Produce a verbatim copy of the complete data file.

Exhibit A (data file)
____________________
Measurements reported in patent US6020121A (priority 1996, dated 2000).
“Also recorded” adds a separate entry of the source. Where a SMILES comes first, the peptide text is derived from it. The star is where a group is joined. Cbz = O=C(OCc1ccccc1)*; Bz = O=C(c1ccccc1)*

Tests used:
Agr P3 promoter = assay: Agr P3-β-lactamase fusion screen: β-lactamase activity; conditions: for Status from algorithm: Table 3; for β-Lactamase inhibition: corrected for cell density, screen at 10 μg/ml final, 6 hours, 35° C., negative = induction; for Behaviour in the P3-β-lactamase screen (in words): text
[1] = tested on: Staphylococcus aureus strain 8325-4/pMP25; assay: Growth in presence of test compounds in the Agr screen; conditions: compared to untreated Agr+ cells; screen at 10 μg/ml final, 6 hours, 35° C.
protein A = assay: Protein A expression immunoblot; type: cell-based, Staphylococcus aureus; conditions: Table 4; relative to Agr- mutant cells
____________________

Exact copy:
Measurements reported in patent US6020121A (priority 1996, dated 2000).
“Also recorded” adds a separate entry of the source. Where a SMILES comes first, the peptide text is derived from it. The star is where a group is joined. Cbz = O=C(OCc1ccccc1)*; Bz = O=C(c1ccccc1)*

Tests used:
Agr P3 promoter = assay: Agr P3-β-lactamase fusion screen: β-lactamase activity; conditions: for Status from algorithm: Table 3; for β-Lactamase inhibition: corrected for cell density, screen at 10 μg/ml final, 6 hours, 35° C., negative = induction; for Behaviour in the P3-β-lactamase screen (in words): text
[1] = tested on: Staphylococcus aureus strain 8325-4/pMP25; assay: Growth in presence of test compounds in the Agr screen; conditions: compared to untreated Agr+ cells; screen at 10 μg/ml final, 6 hours, 35° C.
protein A = assay: Protein A expression immunoblot; type: cell-based, Staphylococcus aureus; conditions: Table 4; relative to Agr- mutant cells